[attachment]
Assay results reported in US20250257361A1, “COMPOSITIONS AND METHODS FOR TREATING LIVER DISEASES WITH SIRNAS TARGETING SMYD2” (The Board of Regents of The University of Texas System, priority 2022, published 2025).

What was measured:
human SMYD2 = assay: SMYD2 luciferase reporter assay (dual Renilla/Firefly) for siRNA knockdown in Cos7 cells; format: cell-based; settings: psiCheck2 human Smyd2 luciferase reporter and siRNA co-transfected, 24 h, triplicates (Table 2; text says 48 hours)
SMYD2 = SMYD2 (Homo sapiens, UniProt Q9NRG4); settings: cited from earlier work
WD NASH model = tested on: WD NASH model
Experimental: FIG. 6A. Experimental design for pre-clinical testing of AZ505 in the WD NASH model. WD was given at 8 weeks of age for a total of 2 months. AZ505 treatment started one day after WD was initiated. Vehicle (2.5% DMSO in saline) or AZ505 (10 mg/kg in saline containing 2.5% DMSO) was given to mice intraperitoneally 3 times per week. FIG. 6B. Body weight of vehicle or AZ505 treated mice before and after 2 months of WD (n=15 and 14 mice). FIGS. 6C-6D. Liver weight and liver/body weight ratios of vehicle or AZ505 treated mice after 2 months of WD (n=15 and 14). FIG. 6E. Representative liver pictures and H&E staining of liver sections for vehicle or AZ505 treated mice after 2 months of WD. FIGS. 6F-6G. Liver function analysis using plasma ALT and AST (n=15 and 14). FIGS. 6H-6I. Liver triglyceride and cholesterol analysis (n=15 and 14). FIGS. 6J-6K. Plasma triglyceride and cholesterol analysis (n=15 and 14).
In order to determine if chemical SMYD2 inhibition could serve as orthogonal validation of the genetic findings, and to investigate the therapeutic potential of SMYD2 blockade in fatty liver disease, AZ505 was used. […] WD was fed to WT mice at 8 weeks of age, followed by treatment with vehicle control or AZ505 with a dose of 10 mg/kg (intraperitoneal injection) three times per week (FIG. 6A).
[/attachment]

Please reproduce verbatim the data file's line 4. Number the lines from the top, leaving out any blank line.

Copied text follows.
SMYD2 = SMYD2 (Homo sapiens, UniProt Q9NRG4); settings: cited from earlier work